It’s been a reasonably productive week. Work continues apace at switching to modern OpenGL, and I’m taking the opportunity to minimize some pain-points while I’m at it. The fruits of this labor are being gradually back-ported to RLTK – currently in a private branch, I’ll publish it once it’s more useful.

First of all, why the switch? There’s a few reasons:

  • I was getting really fed up with OpenGL extensions. Even with GLEW (which manages them for you), I’d write some perfectly normal looking glBindVertexArray code (or similar) – and it would work great on 2/3 platforms (generally Linux and Windows) and I’d find myself in #ifdef hell getting it to work on all three. As an experiment, switching to a 3.3 Core Profile cleaned that up and the code runs unmodified on all three every time.
  • Apple’s OpenGL implementation is poor. On every other platform, you can request an OpenGL 3.3 “compatibility” profile, and have all of the old 1.2 shaders work (so SFML works). On Apple, it denies the compatibility options – so any SFML render code gives you a black screen (you can work around it by doing everything yourself, but at that point SFML has lost it’s appeal – it really isn’t helping!). Since almost everything uses modern OpenGL (I’d love to use 4.5, which 2/3 platforms support – but Apple are stuck at 4.1 with the new releases, 3.3 with older). 3.3 has what I need, so it’s a real boon to get its features without extension fighting.
  • I did some benchmarking. SFML, a compatibility profile, and using SFML’s GL wrappers for things like vertex buffers gives okay performance. A light glfw3 program in GLSL 1.2 mode gives a small speed increase (presumably because SFML is trying to do so much). Switching to GLSL 3.3 – and removing any traces of the legacy fixed function pipeline – gives a really big speed improvement – around 10x faster per frame in some test cases, such as rendering a big psuedo-ASCII grid! (Most roguelikes don’t have to worry too much about FPS; Dwarf Fortress-like games have to worry because so much else wants to eat your CPU).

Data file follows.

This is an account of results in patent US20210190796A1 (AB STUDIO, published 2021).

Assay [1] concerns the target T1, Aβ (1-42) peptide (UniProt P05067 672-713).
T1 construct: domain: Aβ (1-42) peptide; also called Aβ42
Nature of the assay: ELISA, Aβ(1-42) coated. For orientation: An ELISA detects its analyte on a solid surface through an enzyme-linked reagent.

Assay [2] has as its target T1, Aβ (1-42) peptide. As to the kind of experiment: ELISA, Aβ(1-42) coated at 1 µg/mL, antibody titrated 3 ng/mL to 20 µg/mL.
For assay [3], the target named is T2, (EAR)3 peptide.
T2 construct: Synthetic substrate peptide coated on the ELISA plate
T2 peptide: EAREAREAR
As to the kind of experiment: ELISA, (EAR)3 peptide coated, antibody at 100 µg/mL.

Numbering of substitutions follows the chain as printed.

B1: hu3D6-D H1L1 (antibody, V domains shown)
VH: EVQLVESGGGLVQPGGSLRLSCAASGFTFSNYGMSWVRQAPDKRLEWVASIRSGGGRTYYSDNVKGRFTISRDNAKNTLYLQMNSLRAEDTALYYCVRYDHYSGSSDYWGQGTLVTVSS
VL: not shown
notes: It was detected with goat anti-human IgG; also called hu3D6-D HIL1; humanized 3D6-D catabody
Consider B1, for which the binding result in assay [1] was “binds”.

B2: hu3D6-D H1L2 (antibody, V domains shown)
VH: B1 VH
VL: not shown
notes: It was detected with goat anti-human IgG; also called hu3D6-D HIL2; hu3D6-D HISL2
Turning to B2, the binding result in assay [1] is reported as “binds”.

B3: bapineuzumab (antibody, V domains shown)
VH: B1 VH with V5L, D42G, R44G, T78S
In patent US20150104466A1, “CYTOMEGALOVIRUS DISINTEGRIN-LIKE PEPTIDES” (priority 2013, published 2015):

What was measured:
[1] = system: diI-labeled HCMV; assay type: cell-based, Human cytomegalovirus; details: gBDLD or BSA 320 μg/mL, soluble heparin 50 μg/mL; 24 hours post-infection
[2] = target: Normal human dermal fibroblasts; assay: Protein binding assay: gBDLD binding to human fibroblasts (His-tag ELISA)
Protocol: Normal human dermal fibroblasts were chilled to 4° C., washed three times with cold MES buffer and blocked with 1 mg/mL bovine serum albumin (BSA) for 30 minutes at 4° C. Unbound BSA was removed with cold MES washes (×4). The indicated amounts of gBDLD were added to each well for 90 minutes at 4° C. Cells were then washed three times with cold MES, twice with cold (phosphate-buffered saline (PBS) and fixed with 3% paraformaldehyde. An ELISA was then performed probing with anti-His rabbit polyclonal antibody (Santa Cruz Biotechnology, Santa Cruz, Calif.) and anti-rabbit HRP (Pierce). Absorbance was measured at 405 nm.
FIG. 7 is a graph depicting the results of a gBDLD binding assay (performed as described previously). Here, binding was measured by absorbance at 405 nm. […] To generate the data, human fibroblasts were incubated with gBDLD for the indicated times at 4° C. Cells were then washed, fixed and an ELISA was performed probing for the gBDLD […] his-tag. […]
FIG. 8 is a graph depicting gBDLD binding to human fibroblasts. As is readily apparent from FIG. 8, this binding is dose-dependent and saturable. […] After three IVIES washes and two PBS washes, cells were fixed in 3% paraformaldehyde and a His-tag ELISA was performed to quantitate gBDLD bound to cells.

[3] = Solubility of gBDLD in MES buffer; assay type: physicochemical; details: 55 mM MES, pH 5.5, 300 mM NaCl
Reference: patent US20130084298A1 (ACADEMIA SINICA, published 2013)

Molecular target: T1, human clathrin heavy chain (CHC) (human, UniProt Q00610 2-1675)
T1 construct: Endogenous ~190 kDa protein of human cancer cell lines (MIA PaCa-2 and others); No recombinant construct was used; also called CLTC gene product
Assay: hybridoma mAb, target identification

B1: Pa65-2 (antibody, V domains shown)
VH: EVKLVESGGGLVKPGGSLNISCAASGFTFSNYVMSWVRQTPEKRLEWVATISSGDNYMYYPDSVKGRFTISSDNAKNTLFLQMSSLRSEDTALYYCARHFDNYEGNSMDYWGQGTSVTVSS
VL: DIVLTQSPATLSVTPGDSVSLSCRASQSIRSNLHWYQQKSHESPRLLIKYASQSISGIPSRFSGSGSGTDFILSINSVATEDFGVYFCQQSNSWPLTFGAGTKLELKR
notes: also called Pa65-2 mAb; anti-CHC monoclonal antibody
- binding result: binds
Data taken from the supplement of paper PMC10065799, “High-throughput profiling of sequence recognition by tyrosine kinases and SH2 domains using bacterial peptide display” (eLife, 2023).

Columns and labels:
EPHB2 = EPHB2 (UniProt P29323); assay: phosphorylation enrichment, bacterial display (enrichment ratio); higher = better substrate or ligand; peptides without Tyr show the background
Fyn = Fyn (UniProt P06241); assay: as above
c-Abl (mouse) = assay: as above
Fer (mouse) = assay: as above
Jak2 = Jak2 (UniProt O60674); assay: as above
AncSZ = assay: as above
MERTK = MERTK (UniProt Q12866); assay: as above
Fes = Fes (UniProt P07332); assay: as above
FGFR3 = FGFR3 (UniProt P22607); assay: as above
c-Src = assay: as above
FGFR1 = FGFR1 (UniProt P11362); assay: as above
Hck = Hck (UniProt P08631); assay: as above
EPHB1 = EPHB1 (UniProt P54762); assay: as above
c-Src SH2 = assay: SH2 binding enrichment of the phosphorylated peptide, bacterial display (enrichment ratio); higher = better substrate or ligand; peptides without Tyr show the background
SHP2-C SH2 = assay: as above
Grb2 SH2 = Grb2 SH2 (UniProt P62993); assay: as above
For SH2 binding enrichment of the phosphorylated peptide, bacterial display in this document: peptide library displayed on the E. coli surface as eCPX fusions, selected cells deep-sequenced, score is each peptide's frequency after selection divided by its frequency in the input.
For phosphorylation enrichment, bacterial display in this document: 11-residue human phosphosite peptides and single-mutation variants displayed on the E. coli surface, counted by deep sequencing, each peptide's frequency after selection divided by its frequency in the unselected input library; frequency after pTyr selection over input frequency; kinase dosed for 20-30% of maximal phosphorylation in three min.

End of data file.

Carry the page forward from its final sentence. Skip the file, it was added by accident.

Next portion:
I generally don’t recommend changing technology mid-stream unless you hit something insurmountable, but I have the advantage that cleaning up code-bases is a large part of what I do for a living (more so than making them!), so it isn’t really too bad for me.

So, onto what’s changed:

  • I’ve switched to PCG for random number generation. It’s lightweight, fast, and gives good randomness. This was super-easy to back-port to RLTK.
  • SFML is gone, and I’m using GLFW instead. When I get to audio, I’ll just use OpenAL or similar – SFML is basically a wrapper for it anyway.
  • RLTK’s noise funcitonality is replaced with FastNoise. This is back-ported in the branch. I was already using FastNoise in Nox Futura, so this was a no-brainer.
  • It was annoying me, and making debugging more tricky, that many features fired up their own thread. You’d see tonnes of thread creation in the debugger – and threads were pretty short lived. Worse, OpenMP behaves quite differently on different platforms; under Apple it used a pool and threads were quite reasonably re-used. The same was true with Windows, if I compiled with Visual Studio – but not MSYS, which simply spammed out threads everywhere. Linux just made lots and lots of threads. I’ve added a thread pool which is helping immensely with this. I’m gradually moving threaded code over to the new regime, and the time gains from not creating/destroying threads are absolutely worth the headache.